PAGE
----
By Tessa Raebeck
“Pablo Picasso says,” Christopher Engel shouts, before aggressively flapping his arms and quacking like a duck. The crowd of some 250 kids gathered around him begins quacking too, perhaps to the dismay of the late Pablo Picasso.
For Mr. Engel, director of Community Programs at the Ross School in East Hampton, which includes the Summer Camp @Ross, now in its seventh year, doing ridiculous things is a means to set the stage for children to feel comfortable in their own skin.
“We try to make it imaginative and fun,” Mr. Engel said Tuesday, July 1, adding that the goal is to “make everyone feel good about who they are [and to] empower them to try and do things.”
Campers start their day by walking underneath a giant rainbow canopy, held by their counselors outside the entrance to the Wellness Center at Ross’s Upper Campus. Music blasts and the counselors dance with an energy you don’t often see among those under 25 at 8:30 a.m.
After dancing their way through the rainbow, campers go inside to check in with their counselors and hang out. Most of them chat excitedly, a little girl shows off her magic tricks to tennis program director Peggy Stankevich and another girl can’t seem to stop doing cartwheels.
One particularly tall counselor, Gari Blackett, a basketball coach at the camp who is associated with the New York Knicks organization, holds a basketball up while some 10 boys jump at him.
At the campwide meeting each morning, assistant camp director Nick Behrens shoots a basketball backward over his head, aiming for the hoop at the other end of the gym. According to campers, he makes the difficult trick shot a lot, but today is not his day.
Backward basketball, although fun and somewhat ridiculous, has a serious intent behind it, Mr. Engel said. It is about empowering kids to try and do things and to feel comfortable being a little silly.
Campers can personalize their experience to pursue their own interests in sports, science, the outdoors and the arts. There are over 25 camp majors, including Junior Crime Investigators, Fashion Design, Filmmaking, Photography and Gymnastics. During the eight-week program, campers choose minors and majors. They go to their majors for the bulk of the day in the morning then regroup at lunch and do minors in the afternoon.
On Tuesday, Mr. Engel asks campers whether they think Jon Mulhern teaches tap dancing—as Mr. Mulhern does a little jig—or culinary—Mr. Mulhern pats his belly—or if he leads the Inventor’s Workshop. The tap dancing jig gives him away as the Inventor’s Workshop director.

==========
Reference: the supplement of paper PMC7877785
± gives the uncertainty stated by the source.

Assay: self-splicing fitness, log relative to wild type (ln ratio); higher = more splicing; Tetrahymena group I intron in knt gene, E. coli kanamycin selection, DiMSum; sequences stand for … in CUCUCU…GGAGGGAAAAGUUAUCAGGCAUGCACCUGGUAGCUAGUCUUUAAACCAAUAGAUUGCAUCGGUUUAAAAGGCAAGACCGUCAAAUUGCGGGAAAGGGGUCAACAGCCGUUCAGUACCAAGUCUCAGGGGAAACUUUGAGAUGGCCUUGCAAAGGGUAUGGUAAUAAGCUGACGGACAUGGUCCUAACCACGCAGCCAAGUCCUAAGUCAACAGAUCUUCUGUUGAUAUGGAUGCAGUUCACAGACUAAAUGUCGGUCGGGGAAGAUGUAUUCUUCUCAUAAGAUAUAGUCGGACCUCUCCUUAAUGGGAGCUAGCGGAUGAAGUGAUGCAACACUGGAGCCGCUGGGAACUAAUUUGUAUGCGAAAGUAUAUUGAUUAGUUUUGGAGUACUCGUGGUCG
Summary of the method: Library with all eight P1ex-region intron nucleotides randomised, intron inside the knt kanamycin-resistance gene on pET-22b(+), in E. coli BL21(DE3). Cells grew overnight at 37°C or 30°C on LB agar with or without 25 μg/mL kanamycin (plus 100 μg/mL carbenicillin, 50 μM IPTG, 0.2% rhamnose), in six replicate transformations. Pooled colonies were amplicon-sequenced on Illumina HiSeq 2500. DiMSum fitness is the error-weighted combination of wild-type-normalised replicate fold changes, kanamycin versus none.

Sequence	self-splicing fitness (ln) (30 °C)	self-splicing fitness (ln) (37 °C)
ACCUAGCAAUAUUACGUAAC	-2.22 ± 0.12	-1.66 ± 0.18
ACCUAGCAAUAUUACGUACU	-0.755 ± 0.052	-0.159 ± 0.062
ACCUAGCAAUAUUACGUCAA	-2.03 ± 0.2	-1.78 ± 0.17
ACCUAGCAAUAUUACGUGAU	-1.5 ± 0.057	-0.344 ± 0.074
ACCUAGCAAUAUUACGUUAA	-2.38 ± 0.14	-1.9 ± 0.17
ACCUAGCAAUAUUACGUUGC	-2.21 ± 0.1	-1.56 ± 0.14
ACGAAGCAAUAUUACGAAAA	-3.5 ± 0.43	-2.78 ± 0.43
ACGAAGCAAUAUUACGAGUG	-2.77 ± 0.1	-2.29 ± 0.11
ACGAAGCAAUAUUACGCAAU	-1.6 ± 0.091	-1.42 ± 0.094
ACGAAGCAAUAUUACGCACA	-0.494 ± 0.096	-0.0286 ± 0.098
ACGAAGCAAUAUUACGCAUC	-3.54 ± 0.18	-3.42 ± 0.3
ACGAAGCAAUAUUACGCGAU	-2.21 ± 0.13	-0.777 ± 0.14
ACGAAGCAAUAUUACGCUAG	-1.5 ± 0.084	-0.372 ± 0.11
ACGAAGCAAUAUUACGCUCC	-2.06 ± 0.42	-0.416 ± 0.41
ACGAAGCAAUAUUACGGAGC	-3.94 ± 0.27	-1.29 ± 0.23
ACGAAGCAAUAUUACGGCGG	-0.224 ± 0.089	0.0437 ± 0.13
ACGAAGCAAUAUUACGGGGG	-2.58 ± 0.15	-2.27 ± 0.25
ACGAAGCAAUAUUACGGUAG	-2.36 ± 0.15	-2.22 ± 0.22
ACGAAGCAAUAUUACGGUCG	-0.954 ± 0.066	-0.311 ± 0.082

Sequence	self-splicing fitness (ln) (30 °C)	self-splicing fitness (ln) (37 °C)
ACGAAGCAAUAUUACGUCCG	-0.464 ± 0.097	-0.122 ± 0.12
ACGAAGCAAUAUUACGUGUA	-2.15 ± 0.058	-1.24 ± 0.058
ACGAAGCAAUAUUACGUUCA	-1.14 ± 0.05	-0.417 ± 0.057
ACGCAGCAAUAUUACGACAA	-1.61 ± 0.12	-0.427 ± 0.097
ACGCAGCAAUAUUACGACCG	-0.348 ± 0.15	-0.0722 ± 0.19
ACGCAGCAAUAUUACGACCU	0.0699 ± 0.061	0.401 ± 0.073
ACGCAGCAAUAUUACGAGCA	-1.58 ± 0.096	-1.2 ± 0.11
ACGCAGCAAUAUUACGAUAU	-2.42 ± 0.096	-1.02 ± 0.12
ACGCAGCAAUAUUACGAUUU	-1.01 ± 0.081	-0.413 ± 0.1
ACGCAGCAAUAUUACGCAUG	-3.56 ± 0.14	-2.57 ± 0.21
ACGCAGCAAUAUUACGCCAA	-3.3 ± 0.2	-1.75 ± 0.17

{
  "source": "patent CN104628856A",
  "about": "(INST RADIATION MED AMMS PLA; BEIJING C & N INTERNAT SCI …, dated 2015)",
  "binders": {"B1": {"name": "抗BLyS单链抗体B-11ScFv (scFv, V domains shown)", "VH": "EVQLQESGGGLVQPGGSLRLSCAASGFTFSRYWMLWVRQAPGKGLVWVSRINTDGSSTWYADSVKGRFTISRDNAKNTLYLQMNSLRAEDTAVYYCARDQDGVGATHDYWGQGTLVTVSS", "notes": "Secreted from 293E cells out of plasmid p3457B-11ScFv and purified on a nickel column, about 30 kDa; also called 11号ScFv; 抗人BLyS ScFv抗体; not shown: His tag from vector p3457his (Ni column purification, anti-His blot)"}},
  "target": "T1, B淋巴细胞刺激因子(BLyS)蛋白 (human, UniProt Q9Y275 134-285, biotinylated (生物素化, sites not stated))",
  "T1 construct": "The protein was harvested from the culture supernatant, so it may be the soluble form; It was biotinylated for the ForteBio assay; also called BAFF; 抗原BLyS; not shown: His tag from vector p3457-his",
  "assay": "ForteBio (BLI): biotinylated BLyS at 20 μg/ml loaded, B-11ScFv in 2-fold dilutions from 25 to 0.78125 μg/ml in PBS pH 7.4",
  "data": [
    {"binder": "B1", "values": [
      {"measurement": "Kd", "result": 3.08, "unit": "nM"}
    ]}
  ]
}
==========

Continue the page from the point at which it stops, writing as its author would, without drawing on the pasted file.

Mr. Mulhern and counselors fashion a bridge made entirely of Popsicle sticks, hot glue and string in between two tables. A weight is hanging from the makeshift bridge. A volunteer from the mass of campers comes forward to hang on the weight and, somehow, it holds him, then another camper, a junior counselor and eventually counselor Lily-Anne Merat.
Inventor’s Workshop is one of the programs offered at the Innovation Lab, Ross’s science, math, engineering, media and technology academy. Jr. Crime Investigators, a new major in which campers are challenged to become detectives for the summer, learning forensics analysis skills like fingerprinting and ink chromatography, as well as collecting crime scene evidence and interviewing and interrogating suspects, is also offered at the lab, as are Stop-Motion Animation, Naturalist Explorers and Robotics.
Inside the lab Tuesday, Summer Term students are trying to replicate the pieces of a Mr. Potato Head on a 3D printer. The three boys work with instructor Creighton Wirick and Dr. Dave Morgan, dean of science at the Ross School and director of the Innovation Lab. One of them has refashioned Rio de Janeiro’s famed statue “Christ the Redeemer” from his home country Brazil.
Campers can supplement time in the lab with outdoor activities like basketball, golf and rugby. On Tuesday, the multisport and dodge ball majors combined on the fields, with kids aged 6 to 14 competing. One would think the advantage went to the preteens, but counselor Bailey Arens insists the 6-year-olds are a threat, as they are prone to “sneak up on you,” he said.
From horseback riding to sneaking up on bigger kids to pelt them with dodge balls, the intent at Summer Camp @Ross is to help campers do what feels best. Or, as Mr. Engel said, “If you’re smart, make the sound of a dog—Pablo Picasso says woof.”